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Top 5 Fascinating Unknown Facts About Apollo 11 Moon Landing

Apollo 11 Moon Landing
Buzz Aldrin, Apollo 11 Moon Landing (Photo: San Diego Air and Space Museum Archives)

Saturday, July 20, is the 50th anniversary of the Apollo 11 space program’s landing on the moon. In honor of the achievement, Citizen Truth will run a series of articles about little known aspects of the Apollo 11 space program all week.

From rockets to remnants, here are the top five interesting Apollo moon landing facts you probably haven’t heard about, plus some bonus entries.

1. Fuel Scare

When Apollo 11 landed, the tank had only about 25 seconds of fuel remaining. That’s very stressful, and maybe it is why the Apollo 11 schedule called for Buzz Aldrin and Neil Armstrong to take a nap right after landing on the moon. However, the two naturally could not wait to get to the lunar surface to start exploring. They ditched the nap and instead made history. Once they got to the surface, they began taking pictures. Many have commented over the years that all the pictures seem to be of Aldrin. Armstrong was not only the pilot,but also the designated photographer, and as such, there are very few pictures of Armstrong on the moon.

2. Where are the American Flags?

It is well known that each Apollo crew left an American flag on the moon, but the source of the flags remains a mystery. One story NASA tells is that secretaries bought $5 flags at Sears during their lunch breaks. Because Neil Armstrong saw the Apollo 11 flag fall down when they lifted off from the lunar surface, scientists assumed the other flags fell too. However, a 2012 lunar orbiter took photos of the landing sites for Apollo 12, 16 and 17, and the flags were still standing. Likely, the flags were probably not in the best condition due to the continuous cosmic radiation, but they were nevertheless still standing. Not bad for a $5 flag from Sears.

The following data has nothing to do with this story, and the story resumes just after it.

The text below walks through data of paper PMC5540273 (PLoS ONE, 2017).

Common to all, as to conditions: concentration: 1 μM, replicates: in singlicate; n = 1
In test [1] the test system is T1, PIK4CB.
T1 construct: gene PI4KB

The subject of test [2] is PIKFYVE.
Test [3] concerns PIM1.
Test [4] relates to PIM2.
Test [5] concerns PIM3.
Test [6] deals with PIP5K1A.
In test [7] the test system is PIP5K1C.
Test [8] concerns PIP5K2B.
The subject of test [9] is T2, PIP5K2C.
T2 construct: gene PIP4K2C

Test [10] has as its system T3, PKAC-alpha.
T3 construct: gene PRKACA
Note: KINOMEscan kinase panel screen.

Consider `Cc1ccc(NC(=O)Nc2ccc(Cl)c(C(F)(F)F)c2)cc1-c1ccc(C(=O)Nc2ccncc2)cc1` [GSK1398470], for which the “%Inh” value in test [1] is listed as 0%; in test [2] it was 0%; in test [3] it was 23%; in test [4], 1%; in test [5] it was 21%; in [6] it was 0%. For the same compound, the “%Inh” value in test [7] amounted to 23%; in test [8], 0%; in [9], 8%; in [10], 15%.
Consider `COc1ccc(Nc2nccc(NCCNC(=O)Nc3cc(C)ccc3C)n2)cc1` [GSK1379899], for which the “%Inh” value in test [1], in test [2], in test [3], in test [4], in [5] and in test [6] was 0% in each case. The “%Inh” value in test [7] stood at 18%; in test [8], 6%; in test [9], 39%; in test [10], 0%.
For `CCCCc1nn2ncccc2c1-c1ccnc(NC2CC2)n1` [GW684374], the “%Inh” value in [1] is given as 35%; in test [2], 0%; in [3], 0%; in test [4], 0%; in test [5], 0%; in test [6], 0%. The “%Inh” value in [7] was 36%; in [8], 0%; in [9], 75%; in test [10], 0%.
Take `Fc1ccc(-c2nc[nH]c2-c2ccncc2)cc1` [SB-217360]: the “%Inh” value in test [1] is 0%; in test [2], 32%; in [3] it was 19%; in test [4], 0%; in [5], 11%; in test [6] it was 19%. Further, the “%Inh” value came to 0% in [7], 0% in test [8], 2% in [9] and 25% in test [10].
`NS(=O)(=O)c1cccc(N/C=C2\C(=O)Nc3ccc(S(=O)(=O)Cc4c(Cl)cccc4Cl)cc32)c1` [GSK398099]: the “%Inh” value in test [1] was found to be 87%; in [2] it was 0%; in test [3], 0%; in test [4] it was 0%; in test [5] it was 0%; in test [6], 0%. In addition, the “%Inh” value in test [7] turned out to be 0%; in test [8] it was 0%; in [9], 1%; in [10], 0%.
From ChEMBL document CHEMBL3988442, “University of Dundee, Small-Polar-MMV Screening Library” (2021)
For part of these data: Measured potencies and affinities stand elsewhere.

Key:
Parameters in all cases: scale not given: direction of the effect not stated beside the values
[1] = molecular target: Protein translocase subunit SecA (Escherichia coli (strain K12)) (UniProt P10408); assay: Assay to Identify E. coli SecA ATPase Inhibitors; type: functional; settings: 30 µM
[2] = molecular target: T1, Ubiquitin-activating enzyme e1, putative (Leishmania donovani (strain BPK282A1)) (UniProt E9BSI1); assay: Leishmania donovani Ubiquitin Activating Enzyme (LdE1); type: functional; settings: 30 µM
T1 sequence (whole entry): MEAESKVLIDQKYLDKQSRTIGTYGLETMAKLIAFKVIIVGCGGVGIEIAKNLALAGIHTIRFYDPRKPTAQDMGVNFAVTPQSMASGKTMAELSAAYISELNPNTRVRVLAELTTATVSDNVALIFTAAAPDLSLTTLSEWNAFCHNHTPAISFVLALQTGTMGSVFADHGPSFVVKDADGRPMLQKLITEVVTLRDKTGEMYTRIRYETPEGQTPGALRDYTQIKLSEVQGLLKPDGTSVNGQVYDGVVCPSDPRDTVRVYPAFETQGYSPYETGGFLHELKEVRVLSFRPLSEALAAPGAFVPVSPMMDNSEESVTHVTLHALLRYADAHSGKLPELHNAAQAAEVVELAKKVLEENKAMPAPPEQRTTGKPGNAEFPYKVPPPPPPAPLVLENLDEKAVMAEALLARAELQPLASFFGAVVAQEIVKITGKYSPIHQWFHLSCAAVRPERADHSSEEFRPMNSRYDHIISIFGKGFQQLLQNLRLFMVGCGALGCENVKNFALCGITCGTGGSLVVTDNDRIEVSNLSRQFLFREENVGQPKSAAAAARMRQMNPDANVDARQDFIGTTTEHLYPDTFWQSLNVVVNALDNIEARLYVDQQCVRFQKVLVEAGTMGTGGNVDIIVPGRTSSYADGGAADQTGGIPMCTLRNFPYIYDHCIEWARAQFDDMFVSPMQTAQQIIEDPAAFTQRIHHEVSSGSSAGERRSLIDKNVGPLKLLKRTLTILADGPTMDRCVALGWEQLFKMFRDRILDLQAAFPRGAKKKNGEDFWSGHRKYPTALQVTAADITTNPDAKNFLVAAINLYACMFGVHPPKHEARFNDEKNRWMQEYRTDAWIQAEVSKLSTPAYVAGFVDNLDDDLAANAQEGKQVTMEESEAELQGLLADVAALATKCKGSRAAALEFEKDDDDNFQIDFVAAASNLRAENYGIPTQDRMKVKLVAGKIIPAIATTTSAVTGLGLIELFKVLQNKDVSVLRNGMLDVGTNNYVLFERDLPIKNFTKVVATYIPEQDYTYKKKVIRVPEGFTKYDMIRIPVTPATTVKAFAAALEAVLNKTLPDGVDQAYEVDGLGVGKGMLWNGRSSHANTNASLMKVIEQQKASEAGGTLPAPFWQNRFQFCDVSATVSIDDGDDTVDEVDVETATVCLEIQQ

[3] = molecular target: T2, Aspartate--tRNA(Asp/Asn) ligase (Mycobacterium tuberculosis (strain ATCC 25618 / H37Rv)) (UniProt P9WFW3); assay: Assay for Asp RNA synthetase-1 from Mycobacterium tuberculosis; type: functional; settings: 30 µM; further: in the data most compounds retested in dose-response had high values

3. Experiments Left Behind

The Apollo 11 astronauts also left experiments there for subsequent Apollo astronauts to check on. The Apollo spacecraft had very little extra room for astronauts to bring personal items on-board, but Armstrong brought remnants of an airplane that belonged to the Wright Brothers, who like Armstrong were from Ohio.

4. Moon Rocks Mistake

You have to be living under a rock to not know that the astronauts brought back moon rocks, but few know how many were brought back. In all, 46 pounds were returned and are still studied to this day. Many years later, NASA accidentally auctioned off the bag that carried the first lunar samples. The buyer paid $995 and sent the bag to NASA for verification. When NASA realized their mistake, the agency refused to return the bag to the purchaser.

5. An Alternative Insurance Plan

At the end of the day, Apollo 11 was incredibly dangerous—so dangerous that no insurance company would insure Collins, Armstrong and Aldrin, so the astronauts signed photos. They left these autographs with their families so that if they perished, the families could auction the photos for money.

Honorable Mentions

Rocket Engineering

Even though SpaceX’s current Falcon Heavy rocket is extremely powerful, it still pales in comparison to the Saturn V rocket that launched Apollo 11. The Saturn V stood 363 feet tall with a liftoff thrust of 7.6 million pounds. By comparison, Elon Musk’s Falcon Heavy is about 230 feet tall with a liftoff thrust of 5 million pounds. Amazon’s Jeff Bezos is also involved in private spaceflight with his company Blue Origin. Bezos’ team actually explored the Atlantic Ocean for remnants of Saturn V rockets and incredibly recovered parts of the Apollo 11 rocket.

Your Space Ready Cell Phone

Speaking of technology, the Apollo 11 on-board computers were state-of-the-art in 1969, but now your cell phone is more powerful. The Apollo computers became overloaded many times, and the crews had to perform several tasks manually because of it.

Jacqueline Havelka

Jacqueline is a rocket scientist turned writer. She covers health, science and tech news for Citizen Truth. In her first career, she managed experiments & data on the Space Station & Shuttle.

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